When Joe Biden claimed that his “Build Back Better Agenda costs zero dollars,” the Washington Post gave him Two Pinocchios. Yet if you get your news from the New York Times’ editorial page or from CNN or MSNBC, you might be inclined to agree with Biden.
In fact, one definition of a liberal is someone who sees the benefits in every progressive program, but ignores the cost of all of them.
What follows is a brief summary of some of the worst examples of this blindness.
Myth No. 1: Adopting a European-Style Welfare State Is Costless.
One of the first things students learn in Econ 101 is that there is no such thing as a free lunch. The classic example is guns and butter. To have more of one you must have less of the other. The same principle applies to the social safety net.
More preschool services mean the country has to have less of everything that’s not preschool. More homecare means less of everything that’s not homecare. More free college means less of everything that’s not college.
Matt Yglesias puts it this way:
“On a trip to Copenhagen a few years ago with some progressive journalists, we were all constantly annoyed by the staggeringly high prices of everything from a cab ride to a bottle of Coke Lite to some very bad pad thai…. Danish people consume fewer consumer goods than Americans (they have smaller houses with less furniture, worse appliances, and fewer, cheaper cars) and in exchange, they get all that Nordic goodness.”
Taxing Elon Musk’s unrealized capital gains may provide income to the government, but it doesn’t solve the macroeconomic problem for society as a whole. In order to have more preschool, you have to shift labor and capital out of the sectors where the stuff that isn’t preschool is currently being made. Ditto for all the other safety net services.
As Yglesias points out, the easiest way to do that (without unwanted inflation) is with broad-based taxes on wages and consumption. And that’s what European countries do.
Swedish workers, for example, pay a 31.4 percent payroll tax on their wages and a 19.8 percent sales/VAT tax on things they buy. And that’s before they start paying income taxes.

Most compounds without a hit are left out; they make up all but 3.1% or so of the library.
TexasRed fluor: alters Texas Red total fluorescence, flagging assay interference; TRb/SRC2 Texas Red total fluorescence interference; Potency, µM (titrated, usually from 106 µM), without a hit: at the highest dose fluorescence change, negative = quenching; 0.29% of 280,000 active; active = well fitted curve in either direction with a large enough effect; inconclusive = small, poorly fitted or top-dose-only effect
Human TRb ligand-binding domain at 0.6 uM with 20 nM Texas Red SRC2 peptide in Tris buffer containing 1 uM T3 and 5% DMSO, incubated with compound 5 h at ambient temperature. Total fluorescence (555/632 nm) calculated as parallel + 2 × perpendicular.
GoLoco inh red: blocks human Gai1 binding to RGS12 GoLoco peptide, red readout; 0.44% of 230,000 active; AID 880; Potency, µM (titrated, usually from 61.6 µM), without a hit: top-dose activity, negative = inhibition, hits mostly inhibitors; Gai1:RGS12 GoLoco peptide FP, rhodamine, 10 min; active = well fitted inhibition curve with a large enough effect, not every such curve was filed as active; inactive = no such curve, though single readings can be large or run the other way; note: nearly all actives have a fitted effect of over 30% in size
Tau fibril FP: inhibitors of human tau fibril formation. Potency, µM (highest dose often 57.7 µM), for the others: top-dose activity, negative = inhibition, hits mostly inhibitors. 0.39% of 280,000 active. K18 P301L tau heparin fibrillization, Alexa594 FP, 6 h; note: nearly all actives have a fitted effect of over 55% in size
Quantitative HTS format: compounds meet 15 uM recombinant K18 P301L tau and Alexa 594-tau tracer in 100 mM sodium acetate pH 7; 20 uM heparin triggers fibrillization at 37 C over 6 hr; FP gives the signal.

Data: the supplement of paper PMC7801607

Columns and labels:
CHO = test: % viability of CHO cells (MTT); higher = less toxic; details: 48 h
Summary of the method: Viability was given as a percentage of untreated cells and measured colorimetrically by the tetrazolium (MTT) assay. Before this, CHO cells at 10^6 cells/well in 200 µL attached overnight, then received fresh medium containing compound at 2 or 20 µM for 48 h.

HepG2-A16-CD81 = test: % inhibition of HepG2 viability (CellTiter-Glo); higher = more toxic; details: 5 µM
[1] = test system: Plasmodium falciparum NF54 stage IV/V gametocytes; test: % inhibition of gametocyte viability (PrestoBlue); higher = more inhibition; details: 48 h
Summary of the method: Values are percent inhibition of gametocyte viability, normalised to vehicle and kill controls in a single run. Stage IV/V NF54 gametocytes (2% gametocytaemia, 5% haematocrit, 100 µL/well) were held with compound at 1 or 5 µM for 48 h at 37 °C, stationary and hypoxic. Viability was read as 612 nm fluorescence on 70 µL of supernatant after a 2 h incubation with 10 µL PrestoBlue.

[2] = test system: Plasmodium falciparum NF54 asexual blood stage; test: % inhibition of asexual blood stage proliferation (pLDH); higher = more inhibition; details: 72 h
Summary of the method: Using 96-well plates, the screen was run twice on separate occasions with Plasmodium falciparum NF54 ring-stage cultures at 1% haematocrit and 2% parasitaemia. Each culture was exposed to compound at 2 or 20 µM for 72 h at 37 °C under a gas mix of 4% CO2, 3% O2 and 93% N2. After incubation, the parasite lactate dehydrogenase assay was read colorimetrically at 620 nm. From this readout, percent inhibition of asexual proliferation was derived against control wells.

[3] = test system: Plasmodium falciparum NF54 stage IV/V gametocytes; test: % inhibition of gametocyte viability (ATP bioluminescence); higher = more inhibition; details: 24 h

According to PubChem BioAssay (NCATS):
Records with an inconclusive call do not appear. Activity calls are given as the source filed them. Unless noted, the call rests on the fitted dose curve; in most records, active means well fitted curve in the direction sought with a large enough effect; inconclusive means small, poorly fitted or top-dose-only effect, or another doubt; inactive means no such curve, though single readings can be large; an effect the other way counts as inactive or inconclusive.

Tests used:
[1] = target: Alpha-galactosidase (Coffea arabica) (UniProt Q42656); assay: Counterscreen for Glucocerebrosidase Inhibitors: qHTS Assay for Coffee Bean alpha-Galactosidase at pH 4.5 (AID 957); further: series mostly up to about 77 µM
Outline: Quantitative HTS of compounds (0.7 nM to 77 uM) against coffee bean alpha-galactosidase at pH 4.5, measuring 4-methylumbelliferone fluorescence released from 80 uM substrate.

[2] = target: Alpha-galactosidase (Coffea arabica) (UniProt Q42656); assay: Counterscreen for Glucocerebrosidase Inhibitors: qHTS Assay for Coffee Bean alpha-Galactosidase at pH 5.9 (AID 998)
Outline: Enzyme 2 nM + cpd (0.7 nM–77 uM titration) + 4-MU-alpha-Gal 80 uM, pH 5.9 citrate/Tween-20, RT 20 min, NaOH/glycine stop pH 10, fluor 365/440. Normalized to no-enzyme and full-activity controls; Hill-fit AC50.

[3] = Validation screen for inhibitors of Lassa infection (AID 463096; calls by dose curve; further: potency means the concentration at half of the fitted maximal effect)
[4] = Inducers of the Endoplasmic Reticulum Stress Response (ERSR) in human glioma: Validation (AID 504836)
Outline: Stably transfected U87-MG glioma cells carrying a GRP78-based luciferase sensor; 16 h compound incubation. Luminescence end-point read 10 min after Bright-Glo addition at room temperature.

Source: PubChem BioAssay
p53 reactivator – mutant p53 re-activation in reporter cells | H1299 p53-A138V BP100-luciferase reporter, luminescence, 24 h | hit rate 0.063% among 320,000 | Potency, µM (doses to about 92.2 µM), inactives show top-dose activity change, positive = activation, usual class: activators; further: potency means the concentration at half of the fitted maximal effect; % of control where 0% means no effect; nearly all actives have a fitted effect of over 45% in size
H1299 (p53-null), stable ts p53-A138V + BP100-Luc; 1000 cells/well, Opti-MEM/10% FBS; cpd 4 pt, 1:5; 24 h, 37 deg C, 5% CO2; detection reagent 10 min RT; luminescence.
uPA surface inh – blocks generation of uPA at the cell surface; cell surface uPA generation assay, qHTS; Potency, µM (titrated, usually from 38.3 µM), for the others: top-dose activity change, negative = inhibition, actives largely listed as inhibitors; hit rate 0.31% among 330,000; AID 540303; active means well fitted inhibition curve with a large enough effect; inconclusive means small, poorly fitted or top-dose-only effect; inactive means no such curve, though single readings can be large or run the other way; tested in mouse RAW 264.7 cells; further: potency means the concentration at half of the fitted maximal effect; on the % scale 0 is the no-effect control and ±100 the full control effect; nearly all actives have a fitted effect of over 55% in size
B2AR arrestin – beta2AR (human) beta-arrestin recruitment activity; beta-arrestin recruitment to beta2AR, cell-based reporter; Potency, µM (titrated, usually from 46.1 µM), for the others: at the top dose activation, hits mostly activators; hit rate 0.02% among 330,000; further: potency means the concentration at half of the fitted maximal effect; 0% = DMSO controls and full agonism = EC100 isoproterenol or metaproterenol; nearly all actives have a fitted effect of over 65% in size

The OECD reports that in Germany the typical worker pays 49 percent of her labor compensation in income and payroll taxes (including the employer’s contribution); in France, the proportion is 47 percent. In the U.S., it is just 30 percent.
Myth No. 2: Stopping Global Warming Is Costless.
There may not be a need to do anything about climate change, other than stay on automatic pilot. The latest data suggests that worldwide carbon emissions have been flat over the last decade.
And our country is doing more than its share. Over the last 20 years, the U.S. reduced carbon emissions more than any other nation in history. Since 2005, we have reduced our carbon emissions by an amazing 22 percent.
But if there is a need to do more, including eliminating fossil fuels entirely, does anybody in his right mind think that will be costless? Apparently, the White House wants you to believe that.
On the one hand, President Biden has revoked the permits for the Keystone XL pipeline and is considering closing down another pipeline as well. The administration has also suspended new leases to drill on federal land, including the Arctic National Wildlife Refuge, home to an estimated 4.3 and 11.8 billion barrels of recoverable oil.
Then, when the price of gasoline started rising, the president began entreating OPEC to produce more oil. Apparently, the president doesn’t want you to know there is a connection between a war on carbon and the price of gasoline at the pump.
New York Times writer Paul Krugman also wants you to believe that there is no cost to fighting climate change. But although Krugman bills himself as an economist, his views are way out of step with mainstream thinking. Most economists not only believe there is a cost to reducing carbon output, they believe that the most efficient way to achieve the goal is with a carbon tax.
By one estimate, optimal climate change policy would require a carbon tax that would translate into about a 70-cent tax per gallon of gasoline.
Less oil, less natural gas, and less coal mean the cost of everything that requires energy will rise. That means it will become more expensive to drive your car, heat your home in the winter and cool it in the summer. Almost everything you buy will become more expensive.
Rational policy-making requires us to compare the costs with the benefits of any change. But that’s impossible if you don’t acknowledge there are any costs in the first place.
Myth No. 3: Taxing Corporations Is Costless.
It’s an old bromide, but it’s worth repeating: corporations don’t pay taxes; people do. Although all economists agree with that observation, there is a lot of uncertainty about which people. The top candidates are: consumers, workers and shareholders.
The Tax Policy Center (a joint venture of the Urban Institute and the Brookings Institution) estimates that 20 percent of the corporate income tax is paid by labor. The Congressional Budget Office (CBO) puts the worker’s burden at 25 percent. Other studies estimate that the number could be as high as 70 percent.
The most sophisticated model of international capital flows ever developed has been produced by Boston University economist Laurence Kotlikoff and his colleagues. Using that model, the economists find that corporate taxes are completely paid by labor.
Voters can’t make rational decisions if they are constantly being lied to. They need to know the costs as well as the benefits of policy changes before they are asked to approve them.
This article was also published in Townhall